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Rick Grossman and Roh Cannon

“I picked up a guitar at 14 and immediately fell in love and a year
later, during a Led Zeppelin concert in 1972 at the Sydney Showground I
realized I could make a living from my newfound passion. The hypnotic
and driving guitar work of Jimmy Page and the steamy Sydney summer
evening lulled me into a sense of hope and wonder.
My dream did not come easily. It took hard work, sacrifices and a few
calculated risks.
And listening to my inner voice!
Maybe three times in my life so far, I have heard that voice telling me:
‘Your life is about to change!’
This time however, it was on an overnight train bound for Bangalow
in Northern NSW and a rehab called The Buttery. The year was 1987 and
I thought my world had fallen apart.
I had grown up with the Western attitude of if I can just get enough
‘stuff’ I’ll be ok. If I could just be famous enough, wealthy enough, clever
Having enough would mean you would like me enough and that
would make me feel better about myself.
It turned out to be a lie.
When I started out playing music my goal was to be part of a successful
band. I guess I saw it as a way out of feeling invisible. When you are up on
a stage and the guitars and the fans are screaming, you can hide behind
the celebration.
The real you gets lost in the noise and fantasy, and the stage lights and
blaring speakers become sentinels to your insecurity.
It all seems untouchable.
Don’t get me wrong, I LOVE PLAYING MUSIC. And I found I
was good at it. I was passionate and obsessive with it. And along came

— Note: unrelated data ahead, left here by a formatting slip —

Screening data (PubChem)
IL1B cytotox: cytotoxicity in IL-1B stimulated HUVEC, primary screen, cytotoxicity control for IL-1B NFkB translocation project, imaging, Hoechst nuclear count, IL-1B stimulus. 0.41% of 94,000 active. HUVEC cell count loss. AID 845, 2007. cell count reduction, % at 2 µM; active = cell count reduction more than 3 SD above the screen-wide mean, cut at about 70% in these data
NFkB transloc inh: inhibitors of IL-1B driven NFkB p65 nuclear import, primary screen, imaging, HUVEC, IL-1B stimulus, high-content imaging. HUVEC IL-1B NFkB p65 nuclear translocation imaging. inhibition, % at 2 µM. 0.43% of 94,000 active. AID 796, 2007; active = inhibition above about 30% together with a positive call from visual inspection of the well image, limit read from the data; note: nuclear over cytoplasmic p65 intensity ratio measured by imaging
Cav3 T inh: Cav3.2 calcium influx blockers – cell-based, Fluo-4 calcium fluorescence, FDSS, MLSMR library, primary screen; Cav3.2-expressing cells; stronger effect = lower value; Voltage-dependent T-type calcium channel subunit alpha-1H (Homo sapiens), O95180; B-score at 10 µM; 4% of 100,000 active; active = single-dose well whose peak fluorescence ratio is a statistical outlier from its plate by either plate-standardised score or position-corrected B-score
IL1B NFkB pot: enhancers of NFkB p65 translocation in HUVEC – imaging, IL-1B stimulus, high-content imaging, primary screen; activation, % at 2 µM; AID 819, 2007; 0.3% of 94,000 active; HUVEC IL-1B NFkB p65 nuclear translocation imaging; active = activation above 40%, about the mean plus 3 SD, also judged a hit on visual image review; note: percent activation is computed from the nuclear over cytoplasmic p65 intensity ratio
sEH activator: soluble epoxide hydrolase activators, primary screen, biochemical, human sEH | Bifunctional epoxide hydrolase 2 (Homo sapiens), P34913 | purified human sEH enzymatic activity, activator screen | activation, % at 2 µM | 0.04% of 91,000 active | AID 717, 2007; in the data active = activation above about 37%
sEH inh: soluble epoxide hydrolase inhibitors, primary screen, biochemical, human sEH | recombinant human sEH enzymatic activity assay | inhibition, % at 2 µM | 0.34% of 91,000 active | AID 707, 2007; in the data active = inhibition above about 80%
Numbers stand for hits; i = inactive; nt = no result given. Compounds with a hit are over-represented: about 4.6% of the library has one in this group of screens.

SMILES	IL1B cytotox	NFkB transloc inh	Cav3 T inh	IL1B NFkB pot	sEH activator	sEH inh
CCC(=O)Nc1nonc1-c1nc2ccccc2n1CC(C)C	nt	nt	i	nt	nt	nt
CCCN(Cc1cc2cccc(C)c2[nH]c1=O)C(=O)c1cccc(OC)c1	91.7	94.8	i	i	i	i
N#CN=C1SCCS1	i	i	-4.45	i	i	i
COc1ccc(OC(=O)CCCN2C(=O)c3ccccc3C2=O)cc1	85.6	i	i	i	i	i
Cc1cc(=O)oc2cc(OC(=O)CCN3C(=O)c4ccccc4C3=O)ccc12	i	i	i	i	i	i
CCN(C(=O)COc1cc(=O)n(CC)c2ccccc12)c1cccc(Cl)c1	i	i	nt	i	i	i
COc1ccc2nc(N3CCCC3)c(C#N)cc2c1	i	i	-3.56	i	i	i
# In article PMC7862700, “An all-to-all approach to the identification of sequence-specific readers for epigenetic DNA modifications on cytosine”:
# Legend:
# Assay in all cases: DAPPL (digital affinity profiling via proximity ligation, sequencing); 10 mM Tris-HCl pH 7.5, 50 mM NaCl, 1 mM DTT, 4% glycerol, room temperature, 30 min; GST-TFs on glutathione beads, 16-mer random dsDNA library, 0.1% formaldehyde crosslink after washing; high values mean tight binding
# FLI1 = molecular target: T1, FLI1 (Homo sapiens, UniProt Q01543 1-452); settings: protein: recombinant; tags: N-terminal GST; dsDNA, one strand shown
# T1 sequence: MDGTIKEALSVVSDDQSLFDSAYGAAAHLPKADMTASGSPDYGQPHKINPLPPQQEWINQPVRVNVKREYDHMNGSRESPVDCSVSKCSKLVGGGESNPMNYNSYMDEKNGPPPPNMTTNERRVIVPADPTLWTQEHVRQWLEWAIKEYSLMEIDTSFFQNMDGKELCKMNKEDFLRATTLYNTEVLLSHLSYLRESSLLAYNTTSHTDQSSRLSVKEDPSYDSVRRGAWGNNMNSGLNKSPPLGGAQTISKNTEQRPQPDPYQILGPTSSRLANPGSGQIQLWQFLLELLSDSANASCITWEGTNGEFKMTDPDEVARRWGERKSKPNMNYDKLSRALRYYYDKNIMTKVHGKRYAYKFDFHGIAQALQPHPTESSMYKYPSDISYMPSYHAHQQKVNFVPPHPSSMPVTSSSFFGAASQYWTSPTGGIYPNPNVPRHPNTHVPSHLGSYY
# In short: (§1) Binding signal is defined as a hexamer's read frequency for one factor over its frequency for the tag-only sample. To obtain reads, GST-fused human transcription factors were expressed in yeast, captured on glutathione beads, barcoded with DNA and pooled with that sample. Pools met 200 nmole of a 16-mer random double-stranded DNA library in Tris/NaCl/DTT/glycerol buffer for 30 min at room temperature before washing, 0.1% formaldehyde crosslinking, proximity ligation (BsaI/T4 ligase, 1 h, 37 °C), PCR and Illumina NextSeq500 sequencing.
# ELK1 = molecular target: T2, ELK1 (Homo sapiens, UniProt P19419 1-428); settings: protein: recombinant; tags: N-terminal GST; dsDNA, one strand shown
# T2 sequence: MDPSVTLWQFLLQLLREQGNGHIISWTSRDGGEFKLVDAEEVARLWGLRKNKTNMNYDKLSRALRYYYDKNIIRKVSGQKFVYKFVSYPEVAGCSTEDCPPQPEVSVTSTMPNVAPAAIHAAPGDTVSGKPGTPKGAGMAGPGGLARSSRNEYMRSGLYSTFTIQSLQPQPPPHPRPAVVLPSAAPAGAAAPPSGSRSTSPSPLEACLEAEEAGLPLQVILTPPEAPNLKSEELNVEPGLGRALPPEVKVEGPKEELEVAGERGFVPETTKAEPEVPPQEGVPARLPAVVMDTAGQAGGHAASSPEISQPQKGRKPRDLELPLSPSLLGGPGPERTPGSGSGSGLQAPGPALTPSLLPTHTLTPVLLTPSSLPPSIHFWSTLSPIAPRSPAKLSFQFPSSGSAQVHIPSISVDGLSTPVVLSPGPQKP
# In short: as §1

recognition, fame, overseas tours, hit songs, great records, playing with
and meeting great people. It was a dream come true.
So why did I end up burning down the stuff I loved and filling myself
with heroin and alcohol?
Because, as an addict, NOTHING IS ENOUGH.
The more success I achieved the more heroin I would use until it
removed everything good in my life, including my career,
Finally, I arrived at a dark, desolate, lonely, fearful place.
Basically, I was left alone in a room with myself. The very person I had
been running from for years!
Obviously, I needed something different to my defective belief system.
So, on that fateful train trip, that voice spoke to me, and whatever or
whoever it was, the sentiment proved to be correct.
I stopped running, and for the last 31 years, I have remained sober
from alcohol and drugs. It meant I had to address the ‘inner journey’,
something I had never done. I had never really thought about what sort of
person I was, only what YOU thought of me. If you thought I was great…
then I was great.
Wow – that belief was shattered into a million pieces.
I had to get honest about a lot of stuff…still do……and had to learn
how to be present and comfortable in my own skin. One of the big things
I had to learn was true connection and friendship. To trust and to reveal
oneself to another person. Sobriety, I believe, is all about this.
My heroes have changed over the years…. from footy players and rock
stars to people who stand up under great adversity and come out from the
dark with dignity and emotional honesty.
David Stewart is one of those special people. He has made my life all
that richer and I treasure our friendship. I know I can talk about anything
with him. Some relationships are all about banter …surface stuff. Dave
and I have great banter (after all, we are both South Sydney Rabbitoh
supporters), but we also share a rare depth of personal respect and honesty
together. For the last 12 years, he has been a mainstay in my life and our
journey together in finding our real selves has been fabulous.”


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